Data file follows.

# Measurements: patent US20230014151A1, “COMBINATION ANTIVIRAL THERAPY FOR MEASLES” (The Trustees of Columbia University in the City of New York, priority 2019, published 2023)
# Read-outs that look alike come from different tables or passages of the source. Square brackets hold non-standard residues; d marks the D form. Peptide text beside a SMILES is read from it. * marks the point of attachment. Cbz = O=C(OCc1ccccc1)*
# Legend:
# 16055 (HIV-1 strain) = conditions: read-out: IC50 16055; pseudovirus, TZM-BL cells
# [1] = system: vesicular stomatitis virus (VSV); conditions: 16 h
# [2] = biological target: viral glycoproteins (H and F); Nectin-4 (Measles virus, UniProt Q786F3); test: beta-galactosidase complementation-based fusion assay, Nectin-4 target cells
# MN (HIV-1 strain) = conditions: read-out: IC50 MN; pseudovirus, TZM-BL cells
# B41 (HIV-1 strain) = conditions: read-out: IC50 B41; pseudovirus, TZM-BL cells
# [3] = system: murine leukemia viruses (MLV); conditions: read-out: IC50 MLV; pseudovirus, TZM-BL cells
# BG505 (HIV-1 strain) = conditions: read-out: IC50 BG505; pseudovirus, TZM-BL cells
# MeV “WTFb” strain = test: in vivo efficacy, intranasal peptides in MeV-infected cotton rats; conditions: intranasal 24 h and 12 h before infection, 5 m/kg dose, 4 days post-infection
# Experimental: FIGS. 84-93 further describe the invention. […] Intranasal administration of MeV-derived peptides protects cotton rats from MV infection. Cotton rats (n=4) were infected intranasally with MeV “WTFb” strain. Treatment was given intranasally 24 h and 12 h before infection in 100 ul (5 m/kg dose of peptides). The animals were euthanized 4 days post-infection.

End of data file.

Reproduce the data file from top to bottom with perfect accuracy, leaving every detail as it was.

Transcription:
# Measurements: patent US20230014151A1, “COMBINATION ANTIVIRAL THERAPY FOR MEASLES” (The Trustees of Columbia University in the City of New York, priority 2019, published 2023)
# Read-outs that look alike come from different tables or passages of the source. Square brackets hold non-standard residues; d marks the D form. Peptide text beside a SMILES is read from it. * marks the point of attachment. Cbz = O=C(OCc1ccccc1)*
# Legend:
# 16055 (HIV-1 strain) = conditions: read-out: IC50 16055; pseudovirus, TZM-BL cells
# [1] = system: vesicular stomatitis virus (VSV); conditions: 16 h
# [2] = biological target: viral glycoproteins (H and F); Nectin-4 (Measles virus, UniProt Q786F3); test: beta-galactosidase complementation-based fusion assay, Nectin-4 target cells
# MN (HIV-1 strain) = conditions: read-out: IC50 MN; pseudovirus, TZM-BL cells
# B41 (HIV-1 strain) = conditions: read-out: IC50 B41; pseudovirus, TZM-BL cells
# [3] = system: murine leukemia viruses (MLV); conditions: read-out: IC50 MLV; pseudovirus, TZM-BL cells
# BG505 (HIV-1 strain) = conditions: read-out: IC50 BG505; pseudovirus, TZM-BL cells
# MeV “WTFb” strain = test: in vivo efficacy, intranasal peptides in MeV-infected cotton rats; conditions: intranasal 24 h and 12 h before infection, 5 m/kg dose, 4 days post-infection
# Experimental: FIGS. 84-93 further describe the invention. […] Intranasal administration of MeV-derived peptides protects cotton rats from MV infection. Cotton rats (n=4) were infected intranasally with MeV “WTFb” strain. Treatment was given intranasally 24 h and 12 h before infection in 100 ul (5 m/kg dose of peptides). The animals were euthanized 4 days post-infection.